Remanence or remanent magnetization is the magnetization left behind in a ferromagnetic material (such as iron) after an external magnetic field is removed. It is also the measure of that magnetization. Colloquially, when a magnet is "magnetized" it has remanence. The remanence of magnetic materials provides the magnetic memory in magnetic storage devices, and is used as a source of information on the past Earth's magnetic field in paleomagnetism.
The equivalent term residual magnetization is generally used in engineering applications. In transformers, electric motors and generators a large residual magnetization is not desirable (see also electrical steel) as it is an unwanted contamination, for example a magnetization remaining in an electromagnet after the current in the coil is turned off. Where it is unwanted, it can be removed by degaussing.
Types of remanence
The default definition for remanence is the magnetization remaining in zero field after a large magnetic field is applied (enough to achieve saturation). A magnetic hysteresis loop is measured using instruments such as a vibrating sample magnetometer and the zero-field intercept is a measure of the remanence. In physics this measure is converted to an average magnetization (the total magnetic moment divided by the volume of the sample) and denoted in equations as Mr. If it must be distinguished from other kinds of remanence it is called the saturation remanence or saturation isothermal remanence (SIRM) and denoted by Mrs.
In engineering applications the residual magnetization is often measured using a B-H Analyzer, which measures the response to an AC magnetic field (as in Fig. 1). This is represented by a flux density BR. This value of remanence is one of the most important parameters characterizing permanent magnets; it measures the strongest magnetic field they can produce. Neodymium magnets, for example, have a remanence approximately equal to 1.3 teslas.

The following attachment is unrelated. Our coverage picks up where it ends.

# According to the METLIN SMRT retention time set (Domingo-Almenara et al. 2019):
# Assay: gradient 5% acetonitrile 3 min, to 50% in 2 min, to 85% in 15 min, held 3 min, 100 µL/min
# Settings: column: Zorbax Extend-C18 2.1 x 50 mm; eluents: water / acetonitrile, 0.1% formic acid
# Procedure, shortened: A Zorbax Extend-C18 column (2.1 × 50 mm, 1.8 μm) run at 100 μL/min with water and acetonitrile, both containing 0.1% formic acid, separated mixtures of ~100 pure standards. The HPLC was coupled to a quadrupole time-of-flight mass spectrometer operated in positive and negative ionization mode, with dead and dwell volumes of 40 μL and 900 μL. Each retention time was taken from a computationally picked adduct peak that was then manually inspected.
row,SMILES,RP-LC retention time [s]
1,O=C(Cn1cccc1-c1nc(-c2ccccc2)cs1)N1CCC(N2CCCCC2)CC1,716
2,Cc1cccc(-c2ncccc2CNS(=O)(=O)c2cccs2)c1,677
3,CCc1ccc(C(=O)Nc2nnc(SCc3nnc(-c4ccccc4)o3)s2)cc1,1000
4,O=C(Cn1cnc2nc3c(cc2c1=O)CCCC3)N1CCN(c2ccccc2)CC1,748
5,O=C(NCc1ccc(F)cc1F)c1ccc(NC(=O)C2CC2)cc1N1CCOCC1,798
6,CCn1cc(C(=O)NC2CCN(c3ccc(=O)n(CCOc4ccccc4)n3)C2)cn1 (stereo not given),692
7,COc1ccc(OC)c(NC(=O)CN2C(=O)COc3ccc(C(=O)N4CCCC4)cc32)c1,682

Often a single measure of remanence does not provide adequate information on a magnet. For example, magnetic tapes contain a large number of small magnetic particles (see magnetic storage), and these particles are not identical. Magnetic minerals in rocks may have a wide range of magnetic properties (see rock magnetism). One way to look inside these materials is to add or subtract small increments of remanence. One way of doing this is first demagnetizing the magnet in an AC field, and then applying a field H and removing it. This remanence, denoted by Mr(H), depends on the field. It is called the initial remanence or the isothermal remanent magnetization (IRM).
Another kind of IRM can be obtained by first giving the magnet a saturation remanence in one direction and then applying and removing a magnetic field in the opposite direction. This is called demagnetization remanence or DC demagnetization remanence and is denoted by symbols like Md(H), where H is the magnitude of the field. Yet another kind of remanence can be obtained by demagnetizing the saturation remanence in an ac field. This is called AC demagnetization remanence or alternating field demagnetization remanence and is denoted by symbols like Maf(H).
If the particles are noninteracting single-domain particles with uniaxial anisotropy, there are simple linear relations between the remanences.
Another kind of laboratory remanence is anhysteretic remanence or anhysteretic remanent magnetization (ARM). This is induced by exposing a magnet to a large alternating field plus a small dc bias field. The amplitude of the alternating field is gradually reduced to zero to get an anhysteretic magnetization, and then the bias field is removed to get the remanence. The anhysteretic magnetization curve is often close to an average of the two branches of the hysteresis loop, and is assumed in some models to represent the lowest-energy state for a given field. ARM has also been studied because of its similarity to the write process in some magnetic recording technology and to the acquisition of natural remanent magnetization in rocks.
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